Looking for references on Boring

I need some suggestions for references on Boring.
PS. Not the bored with life books. No ennui here...
Reply to
Louis Ohland
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How about starting with the chamber of commerce?
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Art
Reply to
Artemus
Lathe or mill?
Really, either one is simple if you already have a feel for feeds and speeds.
jsw
Reply to
Jim Wilkins
Well, I can't tell you a lot but if your bar sticks out more than 4L to 1d with steel, you risk chatter.
Carbide takes you farther down the road since it is stiffer. Can't remember the ratio atm.
Wes
-- "Additionally as a security officer, I carry a gun to protect government officials but my life isn't worth protecting at home in their eyes." Dick Anthony Heller
Reply to
Wes
Make sure your cutting tool/insert is aligned on centerline.
Wes -- "Additionally as a security officer, I carry a gun to protect government officials but my life isn't worth protecting at home in their eyes." Dick Anthony Heller
Reply to
Wes
Make sure the cutting tool has sufficient front clearance so as not to rub on the inside wall.
Set the cutting edge at or slightly above the centre line of the lathe.
If you get serious vibration slow the speed and/or increase the feed/ rev.
Point 1) and 3) also apply when using a boring head in the mill.
Keep the bar extension as short as possible.
Wolfgang
Reply to
wolfgang
Another good tip. We were trying to run jobs with 1.5d" boring bars when 2" can be marginal using round turrets where the tool holder adds to the overhang. Thankfully we now have more machines that take 2"d side mounted in decent holders and don't have the problem.
Wes -- "Additionally as a security officer, I carry a gun to protect government officials but my life isn't worth protecting at home in their eyes." Dick Anthony Heller
Reply to
Wes
The world is ruled by those who could bore straight holes in guns, big and little.
Get a copy of Kibbe:
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Reply to
Richard J Kinch
Does this apply to all boring bars? I found one (carbide insert) with a negative rake. This puzzled me and some research on the net suggested that it should be used below the center. Is this wrong?
I am happy to photograph it an post on flickr if it helps.
Reply to
Michael Koblic
When you are turning a outside diameter in the lathe , you want the tool on the centerline of the part or very slightly below centerline. The reason is that if the tool digs in, it is deflected down which moves it away from the cut. If it is above center, when it digs in , it is deflected down and into the cut. Which makes it dig in more.
When boring everything is exactly reversed. The tool should be on centerline or slightly above centerline. If it is below centerline, if it digs in, it will move down and dig in more. I prefer slightly above centerline. Because boring bars are more flexible than tool used for outside turning. So they are very likely to deflect and if above centerline they will not dig in more. That is true whether the rake is positive or negative.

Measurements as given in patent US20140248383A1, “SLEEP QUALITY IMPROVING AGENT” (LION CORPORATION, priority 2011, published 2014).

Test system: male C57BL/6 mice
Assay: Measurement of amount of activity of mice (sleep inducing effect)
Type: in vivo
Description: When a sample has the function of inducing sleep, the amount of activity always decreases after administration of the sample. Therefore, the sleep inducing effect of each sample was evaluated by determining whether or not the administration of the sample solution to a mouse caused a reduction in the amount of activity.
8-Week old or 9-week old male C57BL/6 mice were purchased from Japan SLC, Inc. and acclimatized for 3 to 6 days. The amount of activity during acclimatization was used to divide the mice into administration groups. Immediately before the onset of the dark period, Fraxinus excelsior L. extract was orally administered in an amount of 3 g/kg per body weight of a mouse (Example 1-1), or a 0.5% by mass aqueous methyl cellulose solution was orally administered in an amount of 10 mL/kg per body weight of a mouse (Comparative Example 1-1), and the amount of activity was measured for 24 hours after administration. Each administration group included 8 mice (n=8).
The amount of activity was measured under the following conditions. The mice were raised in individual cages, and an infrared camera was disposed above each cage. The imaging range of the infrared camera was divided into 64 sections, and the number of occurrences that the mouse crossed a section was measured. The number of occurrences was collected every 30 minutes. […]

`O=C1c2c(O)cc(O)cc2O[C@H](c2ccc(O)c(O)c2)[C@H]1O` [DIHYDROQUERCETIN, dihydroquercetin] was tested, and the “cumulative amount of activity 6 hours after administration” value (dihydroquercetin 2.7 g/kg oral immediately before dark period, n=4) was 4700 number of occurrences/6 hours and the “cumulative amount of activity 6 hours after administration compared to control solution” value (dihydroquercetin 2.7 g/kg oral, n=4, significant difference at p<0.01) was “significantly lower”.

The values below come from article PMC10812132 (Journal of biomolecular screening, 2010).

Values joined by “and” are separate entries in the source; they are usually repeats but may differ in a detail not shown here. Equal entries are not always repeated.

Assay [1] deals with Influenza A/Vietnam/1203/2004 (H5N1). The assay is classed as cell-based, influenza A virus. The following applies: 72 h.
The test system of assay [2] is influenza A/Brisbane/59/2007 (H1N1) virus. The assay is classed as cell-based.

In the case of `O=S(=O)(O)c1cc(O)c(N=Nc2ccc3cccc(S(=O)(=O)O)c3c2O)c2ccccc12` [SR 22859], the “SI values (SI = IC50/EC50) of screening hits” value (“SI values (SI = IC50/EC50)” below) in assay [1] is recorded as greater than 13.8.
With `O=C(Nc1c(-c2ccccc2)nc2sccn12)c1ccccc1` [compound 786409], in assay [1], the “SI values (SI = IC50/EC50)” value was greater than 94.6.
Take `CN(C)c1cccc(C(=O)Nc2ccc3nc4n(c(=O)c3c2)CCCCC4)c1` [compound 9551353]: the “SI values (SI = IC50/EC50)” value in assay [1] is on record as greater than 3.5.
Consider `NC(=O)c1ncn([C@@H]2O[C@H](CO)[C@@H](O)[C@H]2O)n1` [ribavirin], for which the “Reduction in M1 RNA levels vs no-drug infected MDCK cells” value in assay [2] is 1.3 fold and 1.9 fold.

Dan
Reply to
dcaster
It's a town (officially a "village" within the city of Damascus) in Oregon, USA. It used to be a lumber and mill town. Now it's a bend in the road, surrounded by bedrooms that feed into Portland and a whole bunch of nice farmland.
It was founded by a very Boring family.
Reply to
Tim Wescott
When you are turning a outside diameter in the lathe , you want the tool on the centerline of the part or very slightly below centerline. The reason is that if the tool digs in, it is deflected down which moves it away from the cut. If it is above center, when it digs in , it is deflected down and into the cut. Which makes it dig in more.
When boring everything is exactly reversed. The tool should be on centerline or slightly above centerline. If it is below centerline, if it digs in, it will move down and dig in more. I prefer slightly above centerline. Because boring bars are more flexible than tool used for outside turning. So they are very likely to deflect and if above centerline they will not dig in more. That is true whether the rake is positive or negative.
Dan While that's of some concern, the biggest one is that boring requires considerable relief, especially on small holes, where the radius of the part is quite small. Running below center often yields dragging of the tool on the front relief, which isn't acceptable.
Harold
Reply to
Harold and Susan Vordos
Were they related to the Boeings, Boers or Bongs?
Strange things happened to names at Ellis Island. Yeager was Jaeger (hunter, gamekeeper), and I think Chrysler was Kreisler. Cronkite was originally Krankheit (sickness).
jsw
Reply to
Jim Wilkins
At one time the UK commercial phone directory used to say
"Boring: see Civil Engineers"
Reply to
newshound
There are no 'Civil' engineers. ;-)
Reply to
Michael A. Terrell
Thanks for that, Richard. I just ordered one on ebay. (and I'm still drinking seltzer - the 20# CO2 tank is, apparently, bottomless).
Reply to
rangerssuck
Or about 1000 liters of seltzer, whichever comes first.
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Reply to
Richard J Kinch
It's in there as a liquid, lotsa packaging density. I used it all the time for unclogging AC condensate lines and air dusting, and the tank lasted for months.
Which is why it's great for powering "air" operated things in remote places without electric power and you don't want to change gas bottles very often - if the systems are compatible with it.
Now they sell little 2-pound portable bottles with a carrier and all the accessories, and a Transfill adapter to fill it from a 20-pounder.
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Reply to
Bruce L. Bergman

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